"What a wonder life I've had! I only wish I'd realized it sooner." Colette

Jul 18, 2014

Alpacas 101



How do Starving Artists make a living?  Any which way we can.  My neighbor offered me $100 to help with the shearing of her 29 wards, and I jumped at the chance.  I’da done it for free, ‘cause you never know when there might be another opportunity… 

I arrived early, craft gloves in hand, and slowly made my way to this group in the pen.  Related to llamas and camels, they have the sweetest expressions, especially with ears pulled back.

I don’t have many photos, because unfortunately I rediscovered Movie on my camera and took a couple long ones right away.  But that’s my green hand, making nice with my favorite gal, a brown and white cutie whose name I can’t remember.  The shearer came up from California; he travels a route, shaving away the miles.  Hard work, but he makes good money.  So here's how it goes:


Each alpaca is walked in by leash, and they do remember, so some of 'em need coaching.  There's this homemade pulley system whereby the hooves are bound, then when everyone's in place they stretch 'em out before you can say Ow-ee; reminded me of being pushed down in gym class while attempting center splits.  But everyone else at the shearing was experienced, so the alpacas really suffered less than me.


“Avoid standing in front of their faces,” ‘cause they spit and it stinks to high Heaven.  But I’d forget then notice their doe-eyes eerily following me.  Don’t you dare; remember me?  I live next door.  Head held gently by the assistant, any sudden jerks or signs of distress and everyone jumps on the animal and/or gear before it hurts itself.  There were about 8 of us.

My job was to help scoop up the cuttings.  Here’s a bit of useless information:  on sheep it’s wool; on alpacas it’s fiber.  I did a bit of Googling beforehand, searching for craft ideas in case I could take home whatever’s not good enough for fiber artists.  The longest hair is on their backs and bellies; shorter along the neck and flanks (?), and the rest, known as ‘thirds,’ is the crafty stuff used for bird’s nests, dog beds and felting.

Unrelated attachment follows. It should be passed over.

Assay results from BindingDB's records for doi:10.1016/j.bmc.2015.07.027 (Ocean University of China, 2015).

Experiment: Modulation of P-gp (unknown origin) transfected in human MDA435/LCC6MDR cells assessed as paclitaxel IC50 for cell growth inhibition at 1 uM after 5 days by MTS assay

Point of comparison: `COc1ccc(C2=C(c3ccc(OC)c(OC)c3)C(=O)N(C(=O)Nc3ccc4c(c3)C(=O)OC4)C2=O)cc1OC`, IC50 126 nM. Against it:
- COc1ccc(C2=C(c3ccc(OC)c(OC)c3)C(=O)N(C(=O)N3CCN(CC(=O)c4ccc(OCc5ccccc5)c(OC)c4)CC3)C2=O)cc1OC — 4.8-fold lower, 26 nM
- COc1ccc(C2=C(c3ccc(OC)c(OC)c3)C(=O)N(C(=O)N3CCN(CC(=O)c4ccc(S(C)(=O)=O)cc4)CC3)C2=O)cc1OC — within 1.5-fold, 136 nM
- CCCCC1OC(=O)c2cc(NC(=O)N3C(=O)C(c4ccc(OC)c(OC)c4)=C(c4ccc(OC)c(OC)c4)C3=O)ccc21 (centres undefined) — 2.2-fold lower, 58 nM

As it turned out, I could take all the thirds I wanted, so I took every bag.  Asked what I’d be doing with them (as an artist), I had no idea but explained there have been times in my life when I’ve passed up an abundance of some THING; convinced I’d return to collect more.  Haven’t we all?  And of course you never do; or they can’t be found; or they’re all gone.

That happened with a rare seashell in Puerto Rico.  Funny how the brain conjures up images long after:  I’m standing on that isolated strip of sand, accessed by dinghy, surrounded by what seemed like thousands of pink-and-white Sunrise Tellens.  Oh, Captain, aren’t they pretty?  Look at ‘em all!  They must be fairly common.  Shell-pal Carmen became apoplectic when she saw my small assortment, but during the next decade the spot was never found again.

Peruvian artist Maximo Laura
I’ve other examples, but no Sirree, I wasn’t gonna let that happen with the alpaca fiber, since they’re only sheared once a year.  So there they sit: 15 garbage bags piled outside my front door.  I bought a felting book on Amazon and there are several ways to work the fiber, but they all look labor intensive, and daunting.

But lo and behold, my artist’s cooperative just sent notice of new felting classes coming soon.  While waiting, I decided to try a project the book claimed was for beginners:  felted stones.  Why would you?
 
My hairy rocks came out about as good as did my Berry Cobbler, but you've got to start somewhere.  Half the stones were bald by morning, so I just incorporated the few remaining in a ‘still life’ outside, and hope BC doesn’t find them too interesting.

My neighbors are so much cooler in our 100 degree weather of late.  Aren’t they darling?

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Original gourd art designs Copyright 2018 Andrea Jansen Designs. Please write for permission.